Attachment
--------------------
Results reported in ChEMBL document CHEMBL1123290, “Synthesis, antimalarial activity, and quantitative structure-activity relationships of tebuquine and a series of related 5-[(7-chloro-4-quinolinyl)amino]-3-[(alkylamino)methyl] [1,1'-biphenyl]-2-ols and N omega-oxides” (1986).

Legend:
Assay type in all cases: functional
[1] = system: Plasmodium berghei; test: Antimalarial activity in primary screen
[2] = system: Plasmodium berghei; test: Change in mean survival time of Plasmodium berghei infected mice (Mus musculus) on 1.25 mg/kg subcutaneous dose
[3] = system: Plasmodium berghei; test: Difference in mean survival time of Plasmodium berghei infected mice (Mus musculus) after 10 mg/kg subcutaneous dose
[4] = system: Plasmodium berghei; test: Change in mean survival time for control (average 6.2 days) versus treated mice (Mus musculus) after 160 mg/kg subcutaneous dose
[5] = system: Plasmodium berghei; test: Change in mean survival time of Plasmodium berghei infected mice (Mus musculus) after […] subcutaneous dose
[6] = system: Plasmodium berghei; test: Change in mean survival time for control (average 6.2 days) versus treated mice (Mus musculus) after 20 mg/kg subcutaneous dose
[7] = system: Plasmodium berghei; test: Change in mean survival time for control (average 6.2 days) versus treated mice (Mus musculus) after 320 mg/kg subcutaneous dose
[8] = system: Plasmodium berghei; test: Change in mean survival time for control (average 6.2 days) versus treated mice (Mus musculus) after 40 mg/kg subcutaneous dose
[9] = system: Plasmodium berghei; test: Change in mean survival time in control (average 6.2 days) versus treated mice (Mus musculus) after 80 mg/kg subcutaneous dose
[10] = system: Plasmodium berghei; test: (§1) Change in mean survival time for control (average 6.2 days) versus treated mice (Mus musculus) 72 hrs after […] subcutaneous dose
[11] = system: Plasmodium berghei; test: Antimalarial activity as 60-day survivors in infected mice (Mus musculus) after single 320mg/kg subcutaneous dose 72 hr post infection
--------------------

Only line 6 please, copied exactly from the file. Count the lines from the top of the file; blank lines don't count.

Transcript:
[3] = system: Plasmodium berghei; test: Difference in mean survival time of Plasmodium berghei infected mice (Mus musculus) after 10 mg/kg subcutaneous dose